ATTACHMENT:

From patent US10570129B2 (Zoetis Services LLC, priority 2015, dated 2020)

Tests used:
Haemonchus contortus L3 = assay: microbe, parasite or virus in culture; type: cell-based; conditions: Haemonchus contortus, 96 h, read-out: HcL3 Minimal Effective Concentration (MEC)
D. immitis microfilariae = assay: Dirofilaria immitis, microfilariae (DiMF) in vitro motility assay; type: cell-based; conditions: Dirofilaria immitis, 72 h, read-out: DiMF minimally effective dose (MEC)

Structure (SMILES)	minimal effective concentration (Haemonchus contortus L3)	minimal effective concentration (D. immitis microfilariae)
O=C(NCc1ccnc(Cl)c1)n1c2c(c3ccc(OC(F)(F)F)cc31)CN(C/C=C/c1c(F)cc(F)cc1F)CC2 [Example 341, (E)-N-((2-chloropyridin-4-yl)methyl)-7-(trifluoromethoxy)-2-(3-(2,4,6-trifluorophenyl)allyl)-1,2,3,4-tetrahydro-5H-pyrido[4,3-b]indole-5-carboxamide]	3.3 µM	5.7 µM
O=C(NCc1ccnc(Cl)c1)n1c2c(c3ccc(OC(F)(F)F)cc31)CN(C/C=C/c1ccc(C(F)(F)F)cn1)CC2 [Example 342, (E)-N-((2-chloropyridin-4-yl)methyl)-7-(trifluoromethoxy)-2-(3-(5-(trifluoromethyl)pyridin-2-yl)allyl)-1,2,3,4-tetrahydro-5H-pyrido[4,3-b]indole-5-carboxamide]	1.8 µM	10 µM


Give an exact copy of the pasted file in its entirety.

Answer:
From patent US10570129B2 (Zoetis Services LLC, priority 2015, dated 2020)

Tests used:
Haemonchus contortus L3 = assay: microbe, parasite or virus in culture; type: cell-based; conditions: Haemonchus contortus, 96 h, read-out: HcL3 Minimal Effective Concentration (MEC)
D. immitis microfilariae = assay: Dirofilaria immitis, microfilariae (DiMF) in vitro motility assay; type: cell-based; conditions: Dirofilaria immitis, 72 h, read-out: DiMF minimally effective dose (MEC)

Structure (SMILES)	minimal effective concentration (Haemonchus contortus L3)	minimal effective concentration (D. immitis microfilariae)
O=C(NCc1ccnc(Cl)c1)n1c2c(c3ccc(OC(F)(F)F)cc31)CN(C/C=C/c1c(F)cc(F)cc1F)CC2 [Example 341, (E)-N-((2-chloropyridin-4-yl)methyl)-7-(trifluoromethoxy)-2-(3-(2,4,6-trifluorophenyl)allyl)-1,2,3,4-tetrahydro-5H-pyrido[4,3-b]indole-5-carboxamide]	3.3 µM	5.7 µM
O=C(NCc1ccnc(Cl)c1)n1c2c(c3ccc(OC(F)(F)F)cc31)CN(C/C=C/c1ccc(C(F)(F)F)cn1)CC2 [Example 342, (E)-N-((2-chloropyridin-4-yl)methyl)-7-(trifluoromethoxy)-2-(3-(5-(trifluoromethyl)pyridin-2-yl)allyl)-1,2,3,4-tetrahydro-5H-pyrido[4,3-b]indole-5-carboxamide]	1.8 µM	10 µM